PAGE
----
How am I assessing the M.Zuiko 100-400 f/5-6.3?
I’ve been bouncing back and forth assessing the relative benefits of the M.Zuiko 100-400 and the M.Zuiko PRO 150-400 TC1.25. At the end of the day, my assessment scale is tipping towards the M.Zuiko 100-400 f/5-6.3.
- Physical requirements. From a practical standpoint there is a huge difference between using a lens that weighs 1.12 KG handheld for extended periods of time, compared to a lens weighing 2 KG.
- Session duration time. I anticipate that I will be able to use the M.Zuiko 100-400 f/5-6.3 handheld for extended periods of time (i.e. continuously for 6-8 hours). I do not want to limit my shooting time to 3 hours of continuous shooting as was the case when I was using my previous D800/Tamron 150-600 combination.
- Potential monopod/tripod use. The thought of having to use a monopod or tripod because of the size/weight of a lens makes me feel ill. I don’t want to give up any degree of portability, or have to carry any more gear with me than is absolutely necessary.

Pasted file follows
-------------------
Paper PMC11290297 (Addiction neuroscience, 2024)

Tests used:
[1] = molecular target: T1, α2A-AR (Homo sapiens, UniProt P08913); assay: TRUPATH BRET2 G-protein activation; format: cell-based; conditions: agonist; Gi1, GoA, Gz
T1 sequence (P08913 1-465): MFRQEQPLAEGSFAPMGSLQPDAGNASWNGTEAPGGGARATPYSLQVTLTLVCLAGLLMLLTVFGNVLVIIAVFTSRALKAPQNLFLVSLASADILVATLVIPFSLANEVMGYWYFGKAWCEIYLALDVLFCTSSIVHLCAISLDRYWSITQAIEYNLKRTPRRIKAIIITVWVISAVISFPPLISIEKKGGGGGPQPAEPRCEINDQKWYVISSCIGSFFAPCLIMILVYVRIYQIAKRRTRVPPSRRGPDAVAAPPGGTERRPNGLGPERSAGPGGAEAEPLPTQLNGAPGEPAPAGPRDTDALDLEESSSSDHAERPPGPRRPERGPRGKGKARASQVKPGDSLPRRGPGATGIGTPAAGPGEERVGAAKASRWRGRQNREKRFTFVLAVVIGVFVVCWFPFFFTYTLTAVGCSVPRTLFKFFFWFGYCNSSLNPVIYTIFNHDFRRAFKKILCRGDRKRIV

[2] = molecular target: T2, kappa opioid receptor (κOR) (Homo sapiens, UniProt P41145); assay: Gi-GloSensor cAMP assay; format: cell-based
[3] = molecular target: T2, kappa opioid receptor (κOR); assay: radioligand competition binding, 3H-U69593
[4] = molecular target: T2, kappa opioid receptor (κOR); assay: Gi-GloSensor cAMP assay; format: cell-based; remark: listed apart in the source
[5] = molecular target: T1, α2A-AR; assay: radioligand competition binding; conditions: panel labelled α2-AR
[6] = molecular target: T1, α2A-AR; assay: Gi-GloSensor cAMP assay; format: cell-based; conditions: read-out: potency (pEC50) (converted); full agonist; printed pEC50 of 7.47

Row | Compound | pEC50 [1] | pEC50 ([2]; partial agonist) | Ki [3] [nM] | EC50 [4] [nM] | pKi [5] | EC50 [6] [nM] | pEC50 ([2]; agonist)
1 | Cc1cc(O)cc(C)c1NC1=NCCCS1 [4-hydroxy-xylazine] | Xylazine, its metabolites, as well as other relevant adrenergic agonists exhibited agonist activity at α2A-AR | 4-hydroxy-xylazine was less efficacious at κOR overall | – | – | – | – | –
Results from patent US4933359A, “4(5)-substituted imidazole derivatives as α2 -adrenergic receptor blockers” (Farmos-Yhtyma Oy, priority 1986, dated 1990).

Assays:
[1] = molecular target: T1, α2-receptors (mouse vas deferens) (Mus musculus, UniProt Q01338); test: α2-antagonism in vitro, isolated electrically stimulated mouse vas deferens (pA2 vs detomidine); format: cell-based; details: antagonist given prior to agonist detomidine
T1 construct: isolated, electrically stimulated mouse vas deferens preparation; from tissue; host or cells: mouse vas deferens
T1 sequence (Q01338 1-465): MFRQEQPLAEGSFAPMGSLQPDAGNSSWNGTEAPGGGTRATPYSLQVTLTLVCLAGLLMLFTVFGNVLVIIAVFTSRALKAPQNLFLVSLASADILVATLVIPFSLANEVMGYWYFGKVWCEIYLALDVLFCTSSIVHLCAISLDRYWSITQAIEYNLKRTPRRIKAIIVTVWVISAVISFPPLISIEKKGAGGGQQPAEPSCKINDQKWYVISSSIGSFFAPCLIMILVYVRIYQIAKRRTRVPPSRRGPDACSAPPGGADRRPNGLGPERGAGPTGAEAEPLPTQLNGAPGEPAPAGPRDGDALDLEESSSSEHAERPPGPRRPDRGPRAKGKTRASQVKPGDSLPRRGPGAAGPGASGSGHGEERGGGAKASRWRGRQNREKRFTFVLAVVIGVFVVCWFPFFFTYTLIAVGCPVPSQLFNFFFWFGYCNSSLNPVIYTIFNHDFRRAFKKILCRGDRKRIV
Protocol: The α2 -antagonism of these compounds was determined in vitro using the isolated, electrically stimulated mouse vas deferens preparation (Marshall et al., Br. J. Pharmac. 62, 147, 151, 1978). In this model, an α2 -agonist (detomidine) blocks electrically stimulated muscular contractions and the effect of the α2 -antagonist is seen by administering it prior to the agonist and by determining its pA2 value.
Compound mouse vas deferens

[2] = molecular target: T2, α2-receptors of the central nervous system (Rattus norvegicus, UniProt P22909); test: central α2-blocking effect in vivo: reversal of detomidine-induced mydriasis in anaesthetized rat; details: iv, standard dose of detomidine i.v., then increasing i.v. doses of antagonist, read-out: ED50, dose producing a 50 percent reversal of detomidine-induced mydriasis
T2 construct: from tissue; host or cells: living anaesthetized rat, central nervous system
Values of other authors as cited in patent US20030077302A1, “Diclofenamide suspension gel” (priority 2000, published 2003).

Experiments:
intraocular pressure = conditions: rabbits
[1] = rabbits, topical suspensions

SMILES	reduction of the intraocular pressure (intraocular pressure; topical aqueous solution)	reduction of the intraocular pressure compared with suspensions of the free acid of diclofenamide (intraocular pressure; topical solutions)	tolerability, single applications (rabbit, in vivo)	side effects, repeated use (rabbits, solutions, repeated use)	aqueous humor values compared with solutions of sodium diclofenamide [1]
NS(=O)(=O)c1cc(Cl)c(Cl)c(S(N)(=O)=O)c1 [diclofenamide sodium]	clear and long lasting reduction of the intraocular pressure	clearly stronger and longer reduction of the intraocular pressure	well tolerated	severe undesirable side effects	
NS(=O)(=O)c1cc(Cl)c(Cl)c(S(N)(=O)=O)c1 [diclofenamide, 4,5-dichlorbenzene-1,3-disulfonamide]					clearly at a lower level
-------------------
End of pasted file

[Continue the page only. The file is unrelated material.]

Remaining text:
- Travel considerations. It will be much easier for me to travel with the M.Zuiko 100-400 f/5-6.3 and still fit other pieces of kit in my mid-sized shoulder bag.
- Losing one stop of light. I can accept the trade-off of using a lighter, variable aperture lens, even if it gives me one stop less of light, i.e. f/4.5 compared to f/6.3, or f/9 compared to f/13 when used with the MC-20 teleconverter at an efov of 1600 mm.
- Image quality. As noted in Petr Bambousek’s article, while the M.Zuiko 100-400 f/5-6.3 cannot be expected to deliver pro-level image quality, his assessment is that “this lens get pretty close”. I’m not a pixel peeper so Petr’s assessment on image quality… as well as work that I’ve seen from other pros who I respect… indicates the image quality that I can expect from this lens will more than meet my specific needs.
As noted in the opening paragraphs of this posting, hopefully this article has helped to clarify some M.Zuiko 100-400 f/5-6.3 considerations, rather than obfuscate issues.